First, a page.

- No early termination fees
- Support for merchants over phone, email and web chat
- Backed by a huge global brand
- Will be expensive for high-volume merchants
- Issues over withholding funds and freezing accounts
- Online only
If you’ve made a purchase online and have been prompted to ‘log in and pay with Amazon’, you’ve stumbled across Amazon’s equivalent to PayPal or Apple Pay.
Recently available in the UK, Amazon Pay allows users to pay online through their Amazon.co.uk account. It’s slick, easy and hard not to trust.
That’s all very well and good for the user, but what does Amazon Pay mean for you as the merchant? Let’s take a look:
What is Amazon Pay?
Launched in 2007, Amazon Pay is part of the global giant Amazon.com. For years it was unavailable to those outside the US, but that all changed in 2017.
Amazon Pay lets users make payments, donations and to set up recurring charges, too. With the backing of such a world renowned brand, it’s not surprising that Amazon Pay is popular. That said, it’s easy to be blindsided by a well-known name, and not delve deeper into their offer. That’s exactly what we’ve done for you.
Amazon Pay services
With Amazon Pay, Amazon has taken the best of the different payment services it used to offer and lumped them together into one ecommerce system. This service is called ‘Log in and Pay with Amazon’.
Key features include:
Protection from fraud – Included as standard, so you can easily protect your business.
Easy integration – sync Amazon Pay with BigCommerce, Magento, Spotify and many more. Library of code snippets provided so you can add buttons straight onto your site.
Customer identity – Using Amazon Pay gives you access to your customer’s name and email address, allowing you to tailor your communications in the future.
Inline checkout – The entire purchase takes place on your website. This makes for a better customer experience, and it’s far more likely the purchase will be completed.
Amazon Pay fees and pricing
In terms of charges, this is it. There are no monthly charges, account setup fees or in fact any other fees at all. The pricing structure is super transparent and easy to follow.
|Monthly Payment Volume (£)||Processing Fee||Authorisation Fee (£)|
|Less than 1,500||3.4%||0.20|
|1,500.01 – 6,000||2.9%||0.20|
|6,000.01 – 15,000||2.4%||0.20|
|15,000.01 – 55,000||1.9%||0.20|
See how these fees compare to Stripe Payments.
Cross border fees
These are the extra fees you’ll pay on top of the processing and authorisation fees (above) if the payment is made from outside of the UK:
|Cross Border Fee|
|Aland Islands, Denmark, Finland, Iceland, Norway, Sweden||0.4%|
|Austria, Belgium, Canada, Channel Islands, Cyprus, Estonia, France (including French Guiana, Guadeloupe, Martinique, Reunion and Mayotte) , Germany , Gibraltar, Greece, Ireland, Isle of Man, Italy, Luxembourg, Malta, Monaco, Netherlands, Portugal, Montenegro, San Marino, Slovakia, Slovenia, Spain, United States, Vatican City State||0.5%|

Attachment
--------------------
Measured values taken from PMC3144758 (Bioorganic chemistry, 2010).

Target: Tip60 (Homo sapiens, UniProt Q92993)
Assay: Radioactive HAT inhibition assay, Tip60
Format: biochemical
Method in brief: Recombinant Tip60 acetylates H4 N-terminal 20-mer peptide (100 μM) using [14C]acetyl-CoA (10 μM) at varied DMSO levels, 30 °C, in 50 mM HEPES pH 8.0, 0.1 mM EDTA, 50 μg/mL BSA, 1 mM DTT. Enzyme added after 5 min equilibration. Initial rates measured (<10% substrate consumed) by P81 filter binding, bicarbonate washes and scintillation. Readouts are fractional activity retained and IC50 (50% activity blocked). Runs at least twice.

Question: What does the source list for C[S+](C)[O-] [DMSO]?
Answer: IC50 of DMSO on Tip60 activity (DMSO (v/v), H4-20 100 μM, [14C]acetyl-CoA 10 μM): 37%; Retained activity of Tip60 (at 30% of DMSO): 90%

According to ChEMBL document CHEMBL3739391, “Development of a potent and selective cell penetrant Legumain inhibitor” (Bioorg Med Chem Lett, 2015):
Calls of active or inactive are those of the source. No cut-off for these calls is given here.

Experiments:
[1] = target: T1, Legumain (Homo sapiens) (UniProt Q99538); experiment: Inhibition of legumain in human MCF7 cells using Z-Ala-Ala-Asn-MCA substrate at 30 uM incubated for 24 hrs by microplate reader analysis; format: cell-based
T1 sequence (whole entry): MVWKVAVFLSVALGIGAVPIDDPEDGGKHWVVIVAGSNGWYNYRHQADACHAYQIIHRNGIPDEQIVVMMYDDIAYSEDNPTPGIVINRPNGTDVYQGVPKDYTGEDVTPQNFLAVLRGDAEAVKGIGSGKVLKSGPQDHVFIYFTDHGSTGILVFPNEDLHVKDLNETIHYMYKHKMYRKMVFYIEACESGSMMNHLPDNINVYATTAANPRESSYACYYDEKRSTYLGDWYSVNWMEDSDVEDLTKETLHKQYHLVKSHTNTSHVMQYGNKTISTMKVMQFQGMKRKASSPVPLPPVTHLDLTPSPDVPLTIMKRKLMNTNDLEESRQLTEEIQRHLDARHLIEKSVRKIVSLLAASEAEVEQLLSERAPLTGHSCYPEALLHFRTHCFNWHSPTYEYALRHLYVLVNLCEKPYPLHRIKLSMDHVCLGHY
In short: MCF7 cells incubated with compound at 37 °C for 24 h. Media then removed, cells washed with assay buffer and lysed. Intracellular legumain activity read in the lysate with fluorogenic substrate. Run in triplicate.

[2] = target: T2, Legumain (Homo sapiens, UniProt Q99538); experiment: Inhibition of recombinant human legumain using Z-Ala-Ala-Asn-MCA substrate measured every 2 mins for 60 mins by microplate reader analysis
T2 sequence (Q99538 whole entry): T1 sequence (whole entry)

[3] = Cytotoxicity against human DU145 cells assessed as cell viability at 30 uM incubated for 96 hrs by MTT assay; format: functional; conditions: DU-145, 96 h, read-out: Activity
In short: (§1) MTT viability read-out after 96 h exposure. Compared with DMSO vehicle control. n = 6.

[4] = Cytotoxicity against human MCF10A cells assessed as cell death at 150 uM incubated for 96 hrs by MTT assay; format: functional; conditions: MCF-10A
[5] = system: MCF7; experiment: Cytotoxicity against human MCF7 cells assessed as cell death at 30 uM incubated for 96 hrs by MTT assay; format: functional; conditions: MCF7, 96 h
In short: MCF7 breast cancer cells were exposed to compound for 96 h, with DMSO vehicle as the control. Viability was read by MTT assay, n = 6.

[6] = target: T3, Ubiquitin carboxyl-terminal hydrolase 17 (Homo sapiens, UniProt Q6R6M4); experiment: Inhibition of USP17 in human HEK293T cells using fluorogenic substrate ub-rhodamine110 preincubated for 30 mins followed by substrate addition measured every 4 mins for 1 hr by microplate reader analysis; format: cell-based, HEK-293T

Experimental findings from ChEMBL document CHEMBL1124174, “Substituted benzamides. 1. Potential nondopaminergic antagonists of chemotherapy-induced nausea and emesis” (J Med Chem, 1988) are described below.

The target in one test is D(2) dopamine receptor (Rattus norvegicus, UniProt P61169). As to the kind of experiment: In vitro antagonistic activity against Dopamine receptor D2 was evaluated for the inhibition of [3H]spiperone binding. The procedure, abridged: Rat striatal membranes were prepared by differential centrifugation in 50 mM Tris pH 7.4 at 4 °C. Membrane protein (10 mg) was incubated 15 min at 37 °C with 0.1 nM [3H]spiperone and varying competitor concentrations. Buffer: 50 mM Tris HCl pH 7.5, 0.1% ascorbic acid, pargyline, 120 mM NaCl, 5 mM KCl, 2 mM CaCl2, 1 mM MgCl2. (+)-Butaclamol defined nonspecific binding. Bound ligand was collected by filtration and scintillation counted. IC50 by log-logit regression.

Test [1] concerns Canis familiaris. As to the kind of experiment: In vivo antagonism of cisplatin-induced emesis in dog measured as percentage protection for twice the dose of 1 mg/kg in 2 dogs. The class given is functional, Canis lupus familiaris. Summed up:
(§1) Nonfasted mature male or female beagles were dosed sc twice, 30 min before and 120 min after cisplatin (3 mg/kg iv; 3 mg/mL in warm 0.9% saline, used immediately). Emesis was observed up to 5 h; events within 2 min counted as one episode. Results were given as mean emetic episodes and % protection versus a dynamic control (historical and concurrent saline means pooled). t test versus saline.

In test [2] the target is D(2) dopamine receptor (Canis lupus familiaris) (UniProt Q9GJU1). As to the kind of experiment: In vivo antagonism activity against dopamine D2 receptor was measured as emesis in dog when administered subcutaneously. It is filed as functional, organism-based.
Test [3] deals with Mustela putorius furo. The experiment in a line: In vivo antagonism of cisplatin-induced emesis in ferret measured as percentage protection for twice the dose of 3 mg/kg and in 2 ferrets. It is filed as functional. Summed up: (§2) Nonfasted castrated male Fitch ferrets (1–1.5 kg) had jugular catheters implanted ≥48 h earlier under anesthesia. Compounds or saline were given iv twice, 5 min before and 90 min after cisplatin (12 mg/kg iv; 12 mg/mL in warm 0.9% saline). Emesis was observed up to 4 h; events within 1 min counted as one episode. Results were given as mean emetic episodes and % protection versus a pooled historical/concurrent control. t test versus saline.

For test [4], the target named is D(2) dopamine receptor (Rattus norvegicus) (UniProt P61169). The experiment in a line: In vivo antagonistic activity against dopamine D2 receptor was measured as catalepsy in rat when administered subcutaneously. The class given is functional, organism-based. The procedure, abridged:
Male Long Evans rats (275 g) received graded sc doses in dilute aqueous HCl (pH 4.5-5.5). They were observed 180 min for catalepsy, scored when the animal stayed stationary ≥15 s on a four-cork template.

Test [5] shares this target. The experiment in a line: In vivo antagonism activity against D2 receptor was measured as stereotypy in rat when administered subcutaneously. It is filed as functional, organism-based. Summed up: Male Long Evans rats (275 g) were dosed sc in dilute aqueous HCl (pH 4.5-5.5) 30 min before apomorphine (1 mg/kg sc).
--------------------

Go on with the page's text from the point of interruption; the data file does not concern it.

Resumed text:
|Andorra, Albania, Bosnia & Herzegovina, Bulgaria, Croatia, Czech Republic, Hungary, Latvia, Liechtenstein, Lithuania, Macedonia, Moldova, Poland, Romania, Russian Federation, Serbia, Switzerland, Turkey, Ukraine||1.0%|
|Rest of the world||1.5%|
There’s nothing more frustrating than when your payment system glitches and you can’t get hold of anyone to fix it. So, how does Amazon Pay’s customer service stack up?
Merchants that are registered with Amazon Pay can get support via phone, email or online chat. As we aren’t registered, we can’t comment on the speed or efficiency of these channels, but the fact they exist is definitely very promising.
There are also plenty of online guides and FAQs that should see you through most queries. There’s a pretty active forum where you can compare and solve your issues with other merchants.
Amazon Pay reviews – what do its customers say?
It’s very hard to actually get your hands on customer reviews for Amazon Pay. Why? Because most of the sites that are normally our bread and butter when it comes to getting a sense of customer satisfaction (such as Trustpilot) are in the name of Amazon as a whole. There’s no separate B2B account, and only one review in several hundred actually relates to Amazon Pay.
However, when looking at the forum, there are some examples of merchants complaining their accounts have been frozen without notice, or that funds have been withheld for long periods of time. Whilst this is frustrating for those involved, it’s definitely not an issue that’s exclusive to Amazon Pay.
Amazon Pay is a reliable choice of merchant account, particularly for businesses that are just starting out. The fees are transparent, and support is readily available.
For high-volume merchants, however, there are more cost-effective providers out there. Your best bet is to pop some of the basic details of your business into our short online form to find the best value merchant account for your business.
Also don’t forget that Amazon Pay only works online, so isn’t suitable for those looking for a solution that can work offline as well.